During rapid sequence intubation (RSI) we endeavor to avoid positive pressure ventilation, prior to securing a definitive airway. As such, an adequate buffer of oxygen is necessary to ensure a safe apneic period. This process involves replacing the residual nitrogen in the lung with oxygen. It has been demonstrated that a standard nonrebreather (NRB) mask alone does not provide a high enough fractional concentration of oxygen (FiO2) to optimally denitrogenate the lungs (1). Even when a nasal cannula at 15L/min is utilized in addition to the NRB, the resulting FiO2 is not ideal. A bag-valve mask (BVM) with a one-way-valve or PEEP valve has been demonstrated to provide oxygen concentrations close to that of an anesthesia circuit. But its effectiveness is drastically reduced if a proper mask seal is not maintained during the entire pre-oxygenation period (1). This is not always logistically possible in the chaos of an Emergency Department intubation.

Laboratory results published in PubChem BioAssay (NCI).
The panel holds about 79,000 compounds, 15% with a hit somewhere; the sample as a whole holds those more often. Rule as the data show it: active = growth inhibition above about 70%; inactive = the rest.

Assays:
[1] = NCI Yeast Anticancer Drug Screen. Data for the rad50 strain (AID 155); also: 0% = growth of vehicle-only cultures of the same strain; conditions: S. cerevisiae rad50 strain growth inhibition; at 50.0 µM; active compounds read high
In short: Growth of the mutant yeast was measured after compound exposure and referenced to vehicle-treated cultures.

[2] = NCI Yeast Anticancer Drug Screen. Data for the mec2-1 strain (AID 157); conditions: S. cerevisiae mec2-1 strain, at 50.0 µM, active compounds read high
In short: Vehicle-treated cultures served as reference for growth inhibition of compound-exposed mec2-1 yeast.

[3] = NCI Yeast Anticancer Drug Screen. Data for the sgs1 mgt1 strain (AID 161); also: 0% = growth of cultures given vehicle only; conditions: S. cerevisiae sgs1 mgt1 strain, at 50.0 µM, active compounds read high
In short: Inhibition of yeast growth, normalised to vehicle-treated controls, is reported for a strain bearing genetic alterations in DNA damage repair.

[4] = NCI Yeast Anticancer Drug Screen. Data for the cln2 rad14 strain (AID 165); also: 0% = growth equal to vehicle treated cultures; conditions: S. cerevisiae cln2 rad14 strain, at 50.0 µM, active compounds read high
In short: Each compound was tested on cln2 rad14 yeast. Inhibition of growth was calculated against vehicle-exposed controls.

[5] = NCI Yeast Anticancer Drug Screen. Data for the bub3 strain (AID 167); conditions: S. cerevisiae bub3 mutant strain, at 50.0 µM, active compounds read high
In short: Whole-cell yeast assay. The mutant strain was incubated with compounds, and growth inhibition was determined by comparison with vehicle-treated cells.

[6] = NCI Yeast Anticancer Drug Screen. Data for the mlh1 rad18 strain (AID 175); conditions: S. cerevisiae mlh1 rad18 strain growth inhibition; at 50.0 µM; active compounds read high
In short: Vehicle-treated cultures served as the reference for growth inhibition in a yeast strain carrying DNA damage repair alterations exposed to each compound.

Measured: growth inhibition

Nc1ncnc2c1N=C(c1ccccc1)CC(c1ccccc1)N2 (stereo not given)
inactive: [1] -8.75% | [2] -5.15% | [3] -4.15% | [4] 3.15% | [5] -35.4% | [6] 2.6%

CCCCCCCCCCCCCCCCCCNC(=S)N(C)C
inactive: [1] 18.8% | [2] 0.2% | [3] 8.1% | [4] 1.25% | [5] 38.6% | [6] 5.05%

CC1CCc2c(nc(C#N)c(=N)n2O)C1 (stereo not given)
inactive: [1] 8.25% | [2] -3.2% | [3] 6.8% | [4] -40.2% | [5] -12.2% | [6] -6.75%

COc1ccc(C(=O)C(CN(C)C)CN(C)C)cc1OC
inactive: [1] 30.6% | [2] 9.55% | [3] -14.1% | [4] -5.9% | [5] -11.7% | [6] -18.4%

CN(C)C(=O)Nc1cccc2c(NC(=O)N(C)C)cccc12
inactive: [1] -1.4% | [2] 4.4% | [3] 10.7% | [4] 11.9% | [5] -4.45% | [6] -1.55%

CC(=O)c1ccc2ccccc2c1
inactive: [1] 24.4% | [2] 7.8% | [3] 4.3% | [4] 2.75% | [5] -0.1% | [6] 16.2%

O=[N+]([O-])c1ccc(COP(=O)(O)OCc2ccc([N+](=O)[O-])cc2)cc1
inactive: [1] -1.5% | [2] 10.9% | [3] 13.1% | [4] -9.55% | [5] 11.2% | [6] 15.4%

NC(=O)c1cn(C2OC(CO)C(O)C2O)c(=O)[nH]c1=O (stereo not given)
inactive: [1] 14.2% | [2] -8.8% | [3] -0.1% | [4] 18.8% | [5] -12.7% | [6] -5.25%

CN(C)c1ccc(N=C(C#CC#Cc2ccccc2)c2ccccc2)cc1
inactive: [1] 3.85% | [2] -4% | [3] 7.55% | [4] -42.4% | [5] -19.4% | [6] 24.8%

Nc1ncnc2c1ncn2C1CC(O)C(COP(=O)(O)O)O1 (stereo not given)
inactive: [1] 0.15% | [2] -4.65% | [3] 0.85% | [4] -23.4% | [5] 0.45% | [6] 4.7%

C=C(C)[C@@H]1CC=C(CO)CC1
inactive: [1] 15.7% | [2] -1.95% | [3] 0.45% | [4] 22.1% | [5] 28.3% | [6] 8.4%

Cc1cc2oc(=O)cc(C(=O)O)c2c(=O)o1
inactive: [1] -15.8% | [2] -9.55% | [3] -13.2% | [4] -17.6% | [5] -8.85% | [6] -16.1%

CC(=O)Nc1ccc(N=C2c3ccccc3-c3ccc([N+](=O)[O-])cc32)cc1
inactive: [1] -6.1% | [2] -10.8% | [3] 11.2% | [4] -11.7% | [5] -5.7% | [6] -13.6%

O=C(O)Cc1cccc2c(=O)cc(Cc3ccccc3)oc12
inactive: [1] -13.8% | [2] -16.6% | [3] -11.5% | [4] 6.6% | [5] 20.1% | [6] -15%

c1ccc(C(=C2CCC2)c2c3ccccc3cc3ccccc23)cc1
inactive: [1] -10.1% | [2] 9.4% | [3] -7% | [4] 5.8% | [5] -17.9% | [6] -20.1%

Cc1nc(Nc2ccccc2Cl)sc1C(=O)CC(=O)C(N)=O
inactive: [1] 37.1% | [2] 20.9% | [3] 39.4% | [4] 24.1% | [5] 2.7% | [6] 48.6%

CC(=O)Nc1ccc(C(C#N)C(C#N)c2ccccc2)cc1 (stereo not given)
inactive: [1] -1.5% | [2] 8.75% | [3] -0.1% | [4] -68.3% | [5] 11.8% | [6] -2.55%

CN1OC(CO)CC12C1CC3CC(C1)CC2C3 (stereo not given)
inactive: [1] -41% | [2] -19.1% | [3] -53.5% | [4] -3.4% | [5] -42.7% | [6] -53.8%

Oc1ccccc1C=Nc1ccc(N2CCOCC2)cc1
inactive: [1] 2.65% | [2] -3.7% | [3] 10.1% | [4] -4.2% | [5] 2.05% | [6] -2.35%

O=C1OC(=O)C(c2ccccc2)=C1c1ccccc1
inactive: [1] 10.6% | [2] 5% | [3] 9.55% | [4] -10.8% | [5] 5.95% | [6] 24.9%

A standard NRB with the addition of flush-rate oxygen appears to be a viable alternative. Recently published in Annals of Emergency Medicine, Driver et al demonstrated that a NRB with wall oxygen flow rates increased to maximum levels, rather than the standard 15L/min, provided end-tidal O2 (ET-O2) levels similar to an anesthesia circuit (2). 

Show References